The leader of The Gambia’s newest political party, Mama Kandeh, has on Monday denied allegations that his political activities are being bankrolled by the President, Yahya Jammeh.
There have been widespread claims on social media from some Gambians that Mr. Kandeh and his Gambia Democratic Congress (GDC) may have received financial support from the ruling Alliance for Patriotic Reorientation and Construction (APRC).
Mr. Kandeh is a former member of the ruling party and had represented it in the National Assembly for the Jimara constituency.
“I am not sponsored by Yahya Jammeh,” Mr. Kandeh said shortly after his nomination papers were submitted to the Independent Electoral Commission (IEC) on November 7, 2016 ahead of the presidential election on December 1.
“In fact most of our supporters you seeing here are from the ruling APRC party and they are with us,” he said.
Mr. Kandeh, whose party decided against joining a seven-member opposition grouping, also said he is open to joining the coalition if the process is conducted in the right way.
“My doors are always open to join the coalition but the process has to be done right. I am not anybody’s puppet and no individual is putting me up as a presidential candidate,” he said.
The Gambia’s often repressed opposition are of the view that “no one candidate or political party can win against the incumbent” in a first past the post system of voting – which offers victory to a candidate with a simple majority of the total votes cast.
The GDC leader has also been accused of not having the required educational qualification of completing high school to stand for presidential elections.
The GDC is yet to make public his profile and local journalists working for independent daily newspapers said effort to get his educational profile from the party’s spokesperson is “proving difficult.”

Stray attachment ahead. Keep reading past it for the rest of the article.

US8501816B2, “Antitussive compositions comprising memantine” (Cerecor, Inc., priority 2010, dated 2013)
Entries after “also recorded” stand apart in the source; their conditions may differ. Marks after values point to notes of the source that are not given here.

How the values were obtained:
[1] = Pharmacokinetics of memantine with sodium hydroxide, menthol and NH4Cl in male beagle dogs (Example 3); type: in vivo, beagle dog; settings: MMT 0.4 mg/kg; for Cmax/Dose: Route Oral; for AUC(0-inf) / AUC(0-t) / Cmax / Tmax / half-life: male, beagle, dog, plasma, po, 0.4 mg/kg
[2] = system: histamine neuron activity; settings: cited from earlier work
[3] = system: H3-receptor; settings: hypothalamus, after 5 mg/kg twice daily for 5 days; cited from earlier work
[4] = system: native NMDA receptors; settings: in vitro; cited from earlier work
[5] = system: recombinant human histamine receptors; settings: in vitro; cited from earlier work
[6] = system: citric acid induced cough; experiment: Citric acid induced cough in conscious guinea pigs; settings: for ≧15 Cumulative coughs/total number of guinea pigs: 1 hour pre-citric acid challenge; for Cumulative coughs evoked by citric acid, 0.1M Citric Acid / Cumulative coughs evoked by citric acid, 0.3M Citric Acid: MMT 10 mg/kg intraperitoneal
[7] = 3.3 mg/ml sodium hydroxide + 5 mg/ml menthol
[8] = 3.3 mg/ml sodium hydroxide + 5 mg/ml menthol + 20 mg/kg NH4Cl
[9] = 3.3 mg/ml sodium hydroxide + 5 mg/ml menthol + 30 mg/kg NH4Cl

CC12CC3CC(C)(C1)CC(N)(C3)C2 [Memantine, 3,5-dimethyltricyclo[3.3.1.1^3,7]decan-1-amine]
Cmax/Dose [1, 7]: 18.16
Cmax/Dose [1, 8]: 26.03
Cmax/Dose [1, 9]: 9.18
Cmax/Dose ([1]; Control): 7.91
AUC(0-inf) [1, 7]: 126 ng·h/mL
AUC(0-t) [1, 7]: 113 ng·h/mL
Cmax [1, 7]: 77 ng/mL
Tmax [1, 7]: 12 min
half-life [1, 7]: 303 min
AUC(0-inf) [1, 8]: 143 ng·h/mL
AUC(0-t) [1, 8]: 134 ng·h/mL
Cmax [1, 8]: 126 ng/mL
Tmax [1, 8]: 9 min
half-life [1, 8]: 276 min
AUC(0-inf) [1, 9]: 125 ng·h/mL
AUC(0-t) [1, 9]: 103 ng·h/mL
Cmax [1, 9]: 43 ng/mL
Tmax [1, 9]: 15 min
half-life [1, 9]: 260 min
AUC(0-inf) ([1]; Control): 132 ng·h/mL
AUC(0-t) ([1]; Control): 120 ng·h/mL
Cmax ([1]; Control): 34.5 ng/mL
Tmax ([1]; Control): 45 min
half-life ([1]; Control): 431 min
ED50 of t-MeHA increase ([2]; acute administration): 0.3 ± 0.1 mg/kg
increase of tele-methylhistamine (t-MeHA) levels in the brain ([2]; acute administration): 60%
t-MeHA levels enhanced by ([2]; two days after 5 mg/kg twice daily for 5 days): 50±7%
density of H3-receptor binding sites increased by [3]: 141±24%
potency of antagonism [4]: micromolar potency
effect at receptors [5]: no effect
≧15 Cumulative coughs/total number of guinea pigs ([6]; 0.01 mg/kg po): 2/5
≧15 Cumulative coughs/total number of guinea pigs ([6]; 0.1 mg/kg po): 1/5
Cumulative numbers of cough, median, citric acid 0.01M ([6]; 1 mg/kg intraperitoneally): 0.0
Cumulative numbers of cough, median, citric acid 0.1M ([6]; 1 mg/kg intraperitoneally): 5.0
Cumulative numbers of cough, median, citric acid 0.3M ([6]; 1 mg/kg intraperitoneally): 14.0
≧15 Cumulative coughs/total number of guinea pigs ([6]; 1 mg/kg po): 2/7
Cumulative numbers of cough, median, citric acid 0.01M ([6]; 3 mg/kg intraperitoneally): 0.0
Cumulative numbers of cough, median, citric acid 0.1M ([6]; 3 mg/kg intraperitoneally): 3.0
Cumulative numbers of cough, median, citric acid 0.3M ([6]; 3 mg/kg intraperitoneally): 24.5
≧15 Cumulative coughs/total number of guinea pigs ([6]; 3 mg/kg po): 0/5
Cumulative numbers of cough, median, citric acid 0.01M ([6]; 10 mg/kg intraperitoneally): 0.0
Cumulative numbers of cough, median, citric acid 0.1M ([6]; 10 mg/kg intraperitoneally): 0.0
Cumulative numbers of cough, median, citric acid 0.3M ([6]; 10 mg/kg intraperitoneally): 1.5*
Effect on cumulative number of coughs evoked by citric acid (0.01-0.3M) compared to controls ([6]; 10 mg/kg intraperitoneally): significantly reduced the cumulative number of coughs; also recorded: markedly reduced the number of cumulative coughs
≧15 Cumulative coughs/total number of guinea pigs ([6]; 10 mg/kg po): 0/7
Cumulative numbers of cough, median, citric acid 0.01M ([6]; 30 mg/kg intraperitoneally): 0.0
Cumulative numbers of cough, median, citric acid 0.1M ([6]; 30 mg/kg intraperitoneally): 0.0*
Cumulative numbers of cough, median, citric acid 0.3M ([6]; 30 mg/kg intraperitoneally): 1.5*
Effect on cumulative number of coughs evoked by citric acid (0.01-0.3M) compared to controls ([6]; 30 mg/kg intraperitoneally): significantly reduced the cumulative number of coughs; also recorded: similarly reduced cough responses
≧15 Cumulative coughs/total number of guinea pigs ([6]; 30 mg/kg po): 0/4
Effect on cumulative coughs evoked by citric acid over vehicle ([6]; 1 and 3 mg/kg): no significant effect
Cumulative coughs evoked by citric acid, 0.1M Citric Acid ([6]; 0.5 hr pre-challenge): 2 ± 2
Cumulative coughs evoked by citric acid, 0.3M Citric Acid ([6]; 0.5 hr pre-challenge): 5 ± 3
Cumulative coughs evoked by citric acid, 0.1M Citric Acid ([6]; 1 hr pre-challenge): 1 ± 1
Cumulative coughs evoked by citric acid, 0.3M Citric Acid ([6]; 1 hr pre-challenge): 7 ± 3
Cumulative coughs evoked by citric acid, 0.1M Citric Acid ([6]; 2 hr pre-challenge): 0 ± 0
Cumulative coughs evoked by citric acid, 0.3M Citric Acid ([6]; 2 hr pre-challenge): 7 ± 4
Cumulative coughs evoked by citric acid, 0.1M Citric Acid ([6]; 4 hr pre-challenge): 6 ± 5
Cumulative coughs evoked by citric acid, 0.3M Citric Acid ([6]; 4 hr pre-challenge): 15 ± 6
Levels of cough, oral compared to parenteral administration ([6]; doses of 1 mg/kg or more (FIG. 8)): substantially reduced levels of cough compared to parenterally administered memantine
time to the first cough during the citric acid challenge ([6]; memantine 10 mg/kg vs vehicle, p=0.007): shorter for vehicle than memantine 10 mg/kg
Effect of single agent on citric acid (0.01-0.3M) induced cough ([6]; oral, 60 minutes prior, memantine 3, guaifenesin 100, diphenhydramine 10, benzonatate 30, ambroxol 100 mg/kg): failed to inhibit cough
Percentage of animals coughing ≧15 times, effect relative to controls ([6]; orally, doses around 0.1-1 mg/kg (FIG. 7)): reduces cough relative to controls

“I contacted the party’s communications officer, Essa Jallow, to have access to Kandeh’s profile but he said the man does not share his profile,” one journalist told FPI on Monday.Further scrutiny
While speaking to journalists at the IEC offices along Bertil Harding highway in Kanifing, Mr. Kandeh said his supporters are non-violent and that his message “is always peace.”
“I urge all parties to maintain this spirit,” he said while expressing “satisfaction” with the IEC’s “excellent voter education” activities and his confidence in the Commission to hold “a free and fair election.”
Under The Gambia’s Constitution and Election [Amendment] Act, presidential candidates are required to have completed high school (senior secondary school), hold Gambian citizenship, aged between 30 to 65; deposit half a million dalasi, declares 5000 supporters with 200 from each administrative region; declare assets, submit tax payments receipts, a party symbol, colour and picture of candidate; present party manifesto, campaign itinerary, and should be commitment to respect the electoral laws.
After submitting his papers, Mr. Kandeh said he is confident all the documents he submitted to the electoral commission are valid.
But the Electoral Commission’s Chairperson, Alhaji Alieu Momar Njai, said all the documents submitted by the GDC leader will be subject to “further scrutiny.” He also said he is assuring Mr. Kandeh and all Gambians that the elections will be “fair and transparent”.
Seeking a fifth term
On Wednesday, Mr. Adama Barrow, who is backed by a united opposition coalition of seven political parties and also supported by an independent candidate, will submit his nomination papers to the IEC, before Mr. Jammeh of the ruling APRC does the same on Thursday.
President Yahya Jammeh is seeking a fifth term. He has contested and won all presidential elections in the small West African country since 1996 – two years after he seized power as a 29-year old army officer.
While the polls have been certified as smooth and peaceful by election observers, they have been criticized by the opposition and observers for certain irregularities and the lack of an even political playing ground.